See my review of the season opening gala concert from the National Symphony Orchestra:
National Symphony Orchestra’s Season-Opening Gala Performance (The Washingtonian, September 27):
In cultural terms, the bad economic climate has spared Washington, which has lost neither its opera company nor its most important local orchestra, both now permanently associated with the Kennedy Center. The National Symphony Orchestra, in fact, ended up with a new music director, Christoph Eschenbach, who led a remarkably good debut season last year. The continued generosity of local patrons of the arts has made possible the extension of Eschenbach’s contract with the NSO, for two more years, at least through the 2014-15 season. David Rubinstein, the chairman of the Kennedy Center, has also donated a large sum of money to purchase and install a new theater organ in the Kennedy Center Concert Hall. The old organ, one of the most notoriously bad and unreliable instruments in the city, will be replaced some time next year. Both of these announcements were the centerpiece of Sunday night's NSO season-opening gala performance, in celebration of both the NSO’s 80th anniversary and the 40th anniversary of the Kennedy Center.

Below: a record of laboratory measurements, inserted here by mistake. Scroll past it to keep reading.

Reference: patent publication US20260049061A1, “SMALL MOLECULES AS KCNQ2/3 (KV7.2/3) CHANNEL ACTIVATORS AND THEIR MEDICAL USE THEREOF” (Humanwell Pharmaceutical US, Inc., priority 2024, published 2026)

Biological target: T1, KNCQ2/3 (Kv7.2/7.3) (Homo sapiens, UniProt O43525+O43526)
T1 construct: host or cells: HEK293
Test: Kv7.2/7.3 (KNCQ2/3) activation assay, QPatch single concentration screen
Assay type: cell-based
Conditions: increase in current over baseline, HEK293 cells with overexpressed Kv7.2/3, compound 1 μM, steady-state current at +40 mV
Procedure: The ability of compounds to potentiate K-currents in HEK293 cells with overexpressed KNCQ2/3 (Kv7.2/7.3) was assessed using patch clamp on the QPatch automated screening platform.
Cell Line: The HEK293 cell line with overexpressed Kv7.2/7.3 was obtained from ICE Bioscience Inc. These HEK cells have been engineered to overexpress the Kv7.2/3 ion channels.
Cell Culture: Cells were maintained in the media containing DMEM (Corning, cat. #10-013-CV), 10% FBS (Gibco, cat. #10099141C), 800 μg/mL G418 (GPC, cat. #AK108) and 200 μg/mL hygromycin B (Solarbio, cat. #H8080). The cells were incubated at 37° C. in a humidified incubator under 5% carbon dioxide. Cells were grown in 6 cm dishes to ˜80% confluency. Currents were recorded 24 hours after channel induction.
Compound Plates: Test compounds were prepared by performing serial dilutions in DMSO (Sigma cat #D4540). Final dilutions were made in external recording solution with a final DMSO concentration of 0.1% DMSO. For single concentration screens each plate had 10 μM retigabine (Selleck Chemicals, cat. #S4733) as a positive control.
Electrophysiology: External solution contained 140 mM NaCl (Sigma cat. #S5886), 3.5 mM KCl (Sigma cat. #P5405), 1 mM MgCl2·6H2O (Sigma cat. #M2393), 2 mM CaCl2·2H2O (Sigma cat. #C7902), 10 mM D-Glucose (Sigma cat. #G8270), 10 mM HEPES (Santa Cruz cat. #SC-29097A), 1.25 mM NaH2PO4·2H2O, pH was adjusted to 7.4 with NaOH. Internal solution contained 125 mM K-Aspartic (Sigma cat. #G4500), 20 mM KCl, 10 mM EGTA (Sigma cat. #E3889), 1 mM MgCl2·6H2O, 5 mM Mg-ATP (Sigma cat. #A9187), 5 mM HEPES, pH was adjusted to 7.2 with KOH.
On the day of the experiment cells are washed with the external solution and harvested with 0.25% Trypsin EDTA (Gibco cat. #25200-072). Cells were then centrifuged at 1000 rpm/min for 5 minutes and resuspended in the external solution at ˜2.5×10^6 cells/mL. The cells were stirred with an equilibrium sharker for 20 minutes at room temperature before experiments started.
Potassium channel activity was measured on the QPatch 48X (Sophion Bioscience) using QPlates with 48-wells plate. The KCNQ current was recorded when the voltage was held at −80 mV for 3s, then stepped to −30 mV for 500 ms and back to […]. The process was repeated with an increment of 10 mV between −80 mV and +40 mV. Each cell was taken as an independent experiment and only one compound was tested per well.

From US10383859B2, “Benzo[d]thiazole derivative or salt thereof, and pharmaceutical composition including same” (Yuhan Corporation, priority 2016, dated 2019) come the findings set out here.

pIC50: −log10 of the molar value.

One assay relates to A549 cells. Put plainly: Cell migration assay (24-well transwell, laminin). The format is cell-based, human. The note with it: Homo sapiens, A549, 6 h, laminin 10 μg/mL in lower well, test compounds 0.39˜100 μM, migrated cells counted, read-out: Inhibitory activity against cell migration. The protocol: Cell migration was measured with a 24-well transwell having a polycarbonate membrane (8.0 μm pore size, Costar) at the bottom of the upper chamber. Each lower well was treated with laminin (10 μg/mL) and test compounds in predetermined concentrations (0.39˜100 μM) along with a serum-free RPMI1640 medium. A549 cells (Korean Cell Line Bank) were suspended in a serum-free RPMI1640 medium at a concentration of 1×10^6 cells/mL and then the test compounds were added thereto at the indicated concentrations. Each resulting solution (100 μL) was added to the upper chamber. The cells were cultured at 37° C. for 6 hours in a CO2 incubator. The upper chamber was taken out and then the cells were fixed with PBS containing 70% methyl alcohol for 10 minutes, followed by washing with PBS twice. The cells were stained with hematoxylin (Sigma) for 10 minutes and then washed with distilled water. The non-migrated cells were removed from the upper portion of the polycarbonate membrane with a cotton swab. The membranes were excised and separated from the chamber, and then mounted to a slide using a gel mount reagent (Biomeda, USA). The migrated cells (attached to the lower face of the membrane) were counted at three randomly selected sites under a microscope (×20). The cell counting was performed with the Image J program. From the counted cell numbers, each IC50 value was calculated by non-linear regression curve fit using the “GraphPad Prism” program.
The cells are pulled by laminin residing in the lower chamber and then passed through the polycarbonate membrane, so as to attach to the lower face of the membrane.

Bruch / Mendelssohn / Mozart, Violin Concertos, J. Bell, ASMF, N. Marriner / English Chamber Orchestra, P. Maag
Musical stars were on hand to mark the event and dazzle the high-powered audience. The evening started with violinist Joshua Bell, who played the latest of umpteen performances of Max Bruch’s jewel-like first violin concerto. (This past week alone, he has performed the piece at season openers and gala performances in Colorado and Dallas, all part of the jet-setting schedule of a performer at Bell’s level.) It’s a piece of angelic sweetness, Bell’s specialty. He excelled at the tender themes of the first and second movements, drawing them out with an attention to arching line and purity of intonation and tone color. At the podium, Eschenbach kept the level of the orchestra carefully calibrated to Bell’s sound, never covering him, but also giving a much-needed energy boost to the fast concluding movement. Gasps of excitement filled the auditorium when Bell announced that he would play one of his most famous encores, the “Meditation” from Massenet’s Thaïs. The piece is a syrupy concoction that is played so often and so poorly -- not here. Bell gave a performance that was light on the sugar but filled with a tender nostalgia. [Continue reading]
Anne Midgette, With much to celebrate, NSO does just that (Washington Post, September 27)